Court Finds Jurisdiction, But Denies Veteran's Preference Claims in Dean v. Department of Labor

The United States Court of Appeals for the Federal Circuit recently ruled in Dean v. Department of Labor that Mr. David Dean did not have his veterans’ preference rights violated by the Department of Labor when he applied, but was not considered for, a position as a Recent Graduate Wage and Hour Specialist pursuant to the President’s Pathways Program.

All civilian positions in the Executive branch are either in the competitive service, excepted service, senior executive service, or by Presidential appointment with the advice and consent of the Senate. Applicants for employment in the competitive service typically must take an examination administered by the Office of Personnel Management (OPM). Applicants for excepted service positions, however, are not similarly required to take a competitive examination.

In 2010, President Obama signed an Executive Order creating the Pathways Programs, including the Internship Program, the Recent Graduates Program, and the modified Presidential Management Fellows Program. The President’s Order set forth criteria regarding the Recent Graduates Program that restricted eligibility to certain recent graduates, including a criterion that participants in the Recent Graduates Program must have obtained a qualifying degree within the preceding two years, except that certain veterans would be eligible within six years of obtaining a qualifying degree. The President’s Order further delegated the authority to issue regulations implementing the Pathways Programs to OPM. OPM thereafter issued regulations.

Mr. Dean is a preference-eligible veteran with a thirty percent service-connected disability. He applied for a position in the Recent Graduates Program as a Wage and Hour Specialist with the Department of Labor. The position’s vacancy announcement provided that the position was part of the Pathways Program and only open to eligible recent graduates from qualifying educational institutions. The announcement identified job qualifications that did not include a minimum educational requirement, but also provided program eligibility requirements that included a degree or certificate from a qualifying educational institution within the previous two years or previous six years for certain veterans. Mr. Dean was not considered for the Recent Graduate Wage and Hour Specialist position because he had not graduated within the timeframe established under the Pathways Program (i.e., he had graduated more than 6 years prior).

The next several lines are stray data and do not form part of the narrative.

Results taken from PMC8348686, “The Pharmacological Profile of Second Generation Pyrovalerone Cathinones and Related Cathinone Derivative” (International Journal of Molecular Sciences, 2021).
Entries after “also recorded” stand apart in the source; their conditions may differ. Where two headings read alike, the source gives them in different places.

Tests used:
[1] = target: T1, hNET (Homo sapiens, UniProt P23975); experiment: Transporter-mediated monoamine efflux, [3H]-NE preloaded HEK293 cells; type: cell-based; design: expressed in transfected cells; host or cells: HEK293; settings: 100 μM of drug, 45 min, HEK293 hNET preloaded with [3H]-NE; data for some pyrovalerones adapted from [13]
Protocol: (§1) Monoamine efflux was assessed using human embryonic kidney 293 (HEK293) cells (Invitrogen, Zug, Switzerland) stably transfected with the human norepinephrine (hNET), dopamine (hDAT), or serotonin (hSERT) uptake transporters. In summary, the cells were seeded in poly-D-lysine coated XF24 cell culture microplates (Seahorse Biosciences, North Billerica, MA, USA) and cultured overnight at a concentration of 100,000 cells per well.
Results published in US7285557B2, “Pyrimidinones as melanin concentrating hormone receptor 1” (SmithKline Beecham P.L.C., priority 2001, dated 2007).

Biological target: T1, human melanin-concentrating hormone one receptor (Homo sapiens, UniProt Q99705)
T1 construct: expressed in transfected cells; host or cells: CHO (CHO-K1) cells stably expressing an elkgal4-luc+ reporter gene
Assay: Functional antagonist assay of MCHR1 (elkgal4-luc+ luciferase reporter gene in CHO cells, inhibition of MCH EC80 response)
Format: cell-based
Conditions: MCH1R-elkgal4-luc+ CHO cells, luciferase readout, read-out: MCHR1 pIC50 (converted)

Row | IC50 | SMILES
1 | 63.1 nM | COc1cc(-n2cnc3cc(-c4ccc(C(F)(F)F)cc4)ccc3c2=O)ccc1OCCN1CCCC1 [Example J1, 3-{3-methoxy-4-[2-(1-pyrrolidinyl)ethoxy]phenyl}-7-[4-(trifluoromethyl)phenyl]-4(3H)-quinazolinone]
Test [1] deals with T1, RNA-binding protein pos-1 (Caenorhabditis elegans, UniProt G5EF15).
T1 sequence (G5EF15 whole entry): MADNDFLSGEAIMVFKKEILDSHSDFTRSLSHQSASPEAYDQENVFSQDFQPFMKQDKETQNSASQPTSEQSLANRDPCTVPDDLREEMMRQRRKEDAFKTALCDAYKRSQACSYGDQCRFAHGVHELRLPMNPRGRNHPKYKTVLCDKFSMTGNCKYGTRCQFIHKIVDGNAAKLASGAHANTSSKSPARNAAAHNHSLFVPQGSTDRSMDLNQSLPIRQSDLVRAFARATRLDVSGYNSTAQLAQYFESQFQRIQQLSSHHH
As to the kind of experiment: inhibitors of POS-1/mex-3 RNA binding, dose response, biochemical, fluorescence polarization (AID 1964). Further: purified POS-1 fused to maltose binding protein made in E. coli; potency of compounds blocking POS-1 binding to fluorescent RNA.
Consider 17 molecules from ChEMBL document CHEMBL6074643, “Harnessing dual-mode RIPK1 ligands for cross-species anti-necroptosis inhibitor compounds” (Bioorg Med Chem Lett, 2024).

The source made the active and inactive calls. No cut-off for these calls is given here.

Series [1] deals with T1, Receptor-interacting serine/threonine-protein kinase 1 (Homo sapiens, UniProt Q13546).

Mr. Dean, having lost at the Merit Systems Protection Board (MSPB), turned to the Federal Circuit which ruled that a statute which authorizes the President to prescribe rules governing the competitive service, including rules providing necessary exceptions from competitive service (the excepted service), is a statute “relating to veterans’ preference” within meaning of the Veterans Employment Opportunities Act (VEOA). Accordingly, the Federal Circuit held that the VEOA confers jurisdiction on the Merit Systems Protection Board to consider potential violations of 5 U.S.C. § 3308, which provides that OPM or an examining agency cannot prescribe a minimum educational requirement for an examination for the competitive service. The exception involves when it decides that the duties, specifically of a scientific, technical, or professional position, cannot be performed by an individual who does not have the prescribed minimum education.

However, the Federal Circuit also ruled that placement of the Recent Graduate Wage and Hour Specialist position into excepted service as part of the Recent Graduates Program was not a violation of law. The Court noted that Congress had not addressed how the statute applied to the excepted service where there was no examination, but OPM’s regulations implementing that statute were permissible, reasonable, and did not conflict with expressed Congressional intent. Hence, while Mr. Dean was permitted to file an action and litigate a potential violation of the VEOA under the Pathways Program, a violation had not occurred in this case as the eligibility requirements he challenged were found permissible.

Dean vs. Dept. of Labor

© 2016 Mathew B. Tully, Esq.. All rights reserved. This article may not be reproduced without express written consent from Mathew B. Tully, Esq..

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About the Author

Mathew B. Tully is a founding partner of Tully Rinckey PLLC. He concentrates his practice on representing federal government employees and military personnel and can be reached at mtully@fedattorney.com. To schedule a meeting with one of the firm’s federal employment law attorneys call 202-787-1900. The information in this column is not intended as legal advice.

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